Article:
Many residents expressed their personal views of how the 22-acre parcel should be used: a “dream” project was proposed by one; another thought the land should be preserved as part of “the commons”; workforce housing should be built but on a smaller footprint; clustered affordable housing might be good.

Several speakers argued that “luxury” housing should not be built in Philmont at all, as inconsistent with the character of the village. One resident said that any development would be inconsistent with the character of the area, which people seek out “for the nature,” such as the High Falls conservation area.

The deed covenants that would prohibit the new homeowners from severe tree cutting were falsely decried as “creating a special class of homeowners with vested rights different from the rest of us,” and imposing the burden and expense of enforcement on the village.

But the covenants would not require—though they do permit—the village to enforce them and they provide for the enforcer to recover its legal expenses.

Many urged that more information was necessary as to the economic and environmental effects of the project.

A minority of those speaking supported the project, arguing that the village needs the tax revenue, that the zoning laws would have permitted more than double the number of proposed houses, that this project would bring jobs to the town and new residents will mean more customers for village businesses. They also noted that the village was already “overwhelmed with affordable housing.”

At the final April 17 hearing, a dozen or more of the opposition listened quietly as the developers answered some of the objections. Board members asked a few questions.

Board member Tom Paino, a planner and architect, spoke at length to explain the process and his opposition to the public. None of the other board members spoke, except to vote.

Afterwards, Karen Schoemer, one of the opponents, said she was not surprised but she was disappointed by the action, adding, “The views of the public were disregarded, as were the environmental concerns.”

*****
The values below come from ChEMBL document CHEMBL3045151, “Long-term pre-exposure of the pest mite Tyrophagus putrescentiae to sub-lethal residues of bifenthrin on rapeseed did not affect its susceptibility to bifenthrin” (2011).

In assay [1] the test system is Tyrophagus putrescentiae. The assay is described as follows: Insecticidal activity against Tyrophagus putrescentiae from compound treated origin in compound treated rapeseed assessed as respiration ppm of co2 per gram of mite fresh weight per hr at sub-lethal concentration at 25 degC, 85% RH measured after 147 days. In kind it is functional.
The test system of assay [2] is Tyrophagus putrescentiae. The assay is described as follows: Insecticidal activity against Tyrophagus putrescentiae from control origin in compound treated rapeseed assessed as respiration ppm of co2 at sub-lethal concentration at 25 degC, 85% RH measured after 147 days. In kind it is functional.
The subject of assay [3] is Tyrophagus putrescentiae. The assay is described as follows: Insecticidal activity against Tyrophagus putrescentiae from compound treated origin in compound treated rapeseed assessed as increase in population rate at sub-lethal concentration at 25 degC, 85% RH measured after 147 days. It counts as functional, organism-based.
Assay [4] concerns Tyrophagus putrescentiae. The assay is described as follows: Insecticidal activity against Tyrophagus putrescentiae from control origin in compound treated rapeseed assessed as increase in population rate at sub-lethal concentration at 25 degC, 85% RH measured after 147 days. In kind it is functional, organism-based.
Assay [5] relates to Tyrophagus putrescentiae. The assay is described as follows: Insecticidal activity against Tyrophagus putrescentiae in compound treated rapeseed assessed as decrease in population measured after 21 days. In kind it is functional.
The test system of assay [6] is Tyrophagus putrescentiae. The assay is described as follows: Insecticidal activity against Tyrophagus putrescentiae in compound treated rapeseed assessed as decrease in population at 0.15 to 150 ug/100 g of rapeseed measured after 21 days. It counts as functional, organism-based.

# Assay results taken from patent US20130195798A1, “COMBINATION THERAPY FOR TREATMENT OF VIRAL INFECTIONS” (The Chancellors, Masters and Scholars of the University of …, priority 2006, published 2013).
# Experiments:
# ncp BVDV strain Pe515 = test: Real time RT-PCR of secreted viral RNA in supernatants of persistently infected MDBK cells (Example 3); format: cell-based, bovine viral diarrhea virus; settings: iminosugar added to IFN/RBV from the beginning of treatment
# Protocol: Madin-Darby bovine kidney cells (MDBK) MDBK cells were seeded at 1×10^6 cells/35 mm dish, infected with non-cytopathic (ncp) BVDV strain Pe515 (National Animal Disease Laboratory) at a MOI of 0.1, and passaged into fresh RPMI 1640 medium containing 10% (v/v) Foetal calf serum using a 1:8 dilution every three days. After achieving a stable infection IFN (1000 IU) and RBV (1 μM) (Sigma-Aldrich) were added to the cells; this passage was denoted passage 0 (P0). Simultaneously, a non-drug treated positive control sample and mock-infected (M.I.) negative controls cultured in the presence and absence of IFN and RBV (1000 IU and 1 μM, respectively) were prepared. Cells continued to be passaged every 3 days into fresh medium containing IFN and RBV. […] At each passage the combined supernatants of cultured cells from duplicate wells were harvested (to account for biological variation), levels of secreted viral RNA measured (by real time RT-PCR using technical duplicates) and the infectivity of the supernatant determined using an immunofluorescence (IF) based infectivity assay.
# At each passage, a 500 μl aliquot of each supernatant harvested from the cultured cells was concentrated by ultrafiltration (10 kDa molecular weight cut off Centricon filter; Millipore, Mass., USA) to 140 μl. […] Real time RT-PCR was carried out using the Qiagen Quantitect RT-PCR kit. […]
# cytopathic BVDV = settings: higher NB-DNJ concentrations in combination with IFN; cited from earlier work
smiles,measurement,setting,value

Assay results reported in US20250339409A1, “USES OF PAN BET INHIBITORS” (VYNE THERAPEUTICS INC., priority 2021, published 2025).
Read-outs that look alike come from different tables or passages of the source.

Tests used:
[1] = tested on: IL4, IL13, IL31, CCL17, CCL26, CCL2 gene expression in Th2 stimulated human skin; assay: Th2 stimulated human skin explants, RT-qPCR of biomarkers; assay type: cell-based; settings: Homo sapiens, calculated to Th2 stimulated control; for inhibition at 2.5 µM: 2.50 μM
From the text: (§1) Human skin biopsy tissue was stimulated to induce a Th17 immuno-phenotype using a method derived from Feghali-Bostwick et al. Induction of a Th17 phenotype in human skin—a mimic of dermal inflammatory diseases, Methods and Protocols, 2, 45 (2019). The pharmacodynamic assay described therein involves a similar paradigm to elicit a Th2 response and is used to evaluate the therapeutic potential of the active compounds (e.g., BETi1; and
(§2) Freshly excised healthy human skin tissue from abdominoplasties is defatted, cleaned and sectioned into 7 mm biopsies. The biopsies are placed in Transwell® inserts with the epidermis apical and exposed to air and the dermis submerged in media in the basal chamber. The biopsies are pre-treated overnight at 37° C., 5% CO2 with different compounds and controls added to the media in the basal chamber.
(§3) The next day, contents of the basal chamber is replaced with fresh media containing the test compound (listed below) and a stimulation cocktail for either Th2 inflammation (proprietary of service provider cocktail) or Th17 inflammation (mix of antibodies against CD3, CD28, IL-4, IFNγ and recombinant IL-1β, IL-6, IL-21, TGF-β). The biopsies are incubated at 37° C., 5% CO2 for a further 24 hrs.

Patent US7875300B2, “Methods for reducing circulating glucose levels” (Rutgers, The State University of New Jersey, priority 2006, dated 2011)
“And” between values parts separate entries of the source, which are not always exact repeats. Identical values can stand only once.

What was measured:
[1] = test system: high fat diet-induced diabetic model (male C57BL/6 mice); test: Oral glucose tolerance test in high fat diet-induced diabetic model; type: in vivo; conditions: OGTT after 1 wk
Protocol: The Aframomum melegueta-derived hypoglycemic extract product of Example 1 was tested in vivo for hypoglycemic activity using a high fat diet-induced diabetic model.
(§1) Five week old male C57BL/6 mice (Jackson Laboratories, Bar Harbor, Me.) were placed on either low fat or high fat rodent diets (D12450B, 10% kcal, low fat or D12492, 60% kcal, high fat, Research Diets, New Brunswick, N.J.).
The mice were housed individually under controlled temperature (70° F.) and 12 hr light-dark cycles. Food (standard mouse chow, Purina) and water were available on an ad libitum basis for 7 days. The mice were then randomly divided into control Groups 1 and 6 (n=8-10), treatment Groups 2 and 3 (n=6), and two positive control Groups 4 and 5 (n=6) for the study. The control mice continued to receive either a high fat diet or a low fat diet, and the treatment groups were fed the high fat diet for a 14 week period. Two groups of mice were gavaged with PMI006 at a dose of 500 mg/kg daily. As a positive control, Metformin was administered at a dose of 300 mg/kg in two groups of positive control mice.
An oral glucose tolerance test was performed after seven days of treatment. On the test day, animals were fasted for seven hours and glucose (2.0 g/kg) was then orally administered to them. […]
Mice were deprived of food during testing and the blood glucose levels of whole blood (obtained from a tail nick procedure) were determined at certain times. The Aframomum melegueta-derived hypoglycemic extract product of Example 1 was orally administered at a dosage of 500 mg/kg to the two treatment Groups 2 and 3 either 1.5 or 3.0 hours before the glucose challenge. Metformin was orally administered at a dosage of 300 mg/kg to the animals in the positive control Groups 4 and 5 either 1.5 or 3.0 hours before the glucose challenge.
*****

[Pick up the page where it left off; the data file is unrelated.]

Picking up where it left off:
Interviewed after the meeting, the developers, while excited to begin the work, expressed frustration and hurt that the project they had planned with an eye to environmental impacts was not understood as such by many. They felt “bullied” by the disinformation posted by SLCG—which Clover Reach lacked the time and resources to counter.

Mr. Personette mused: “maybe we should have started out proposing the 44 houses that zoning permits; then when we scaled back to 16, everyone would’ve been happy.” Mr. Winch added that the modest scale of the project undermined the public description of him as a “stereotypical developer rapacious for money.”

Both partners felt the project was an opportunity for Philmont. They said that in addition to the tax revenues the homes will bring in over time, Clover Reach will be paying permit, water and sewer fees of more than $175,000 and covering the costs of the sewer and water connections, ameliorating the runoff to the lake created by the prior, unrelated, larger uphill project, preserving a local nature trail that crosses the site and donating conservation land to the village beyond what local law requires.

Both developers bristled at the misinformation embedded in much of the social media posts, the facts as to tree clearing in particular. Village law contains no restrictions at all on clearing.

Clover Reach had the site surveyed. As is customary, only trees 12” diameter or larger were counted. There were 880 of them. After construction of the homes, roads, driveways, etc. 75% of them will remain. If every homeowner cut the maximum allowed under the deed covenants, 66% of the original stock would still be standing.

Mr. Personette noted that this cutting was a far cry from the “50-80% deforestation” claimed by the SLCG materials, from the prior, approved but abandoned plans for the area that would have cleared all the trees, and from the uphill development that clear-cut its site.

Mr. Winch also wished that, instead of spending money to stop the project, the opposition had used their “incredible talent, energy and money” to honor their own rallying cry to “Save the Lake” by actions to improve Summit Lake conditions and the village.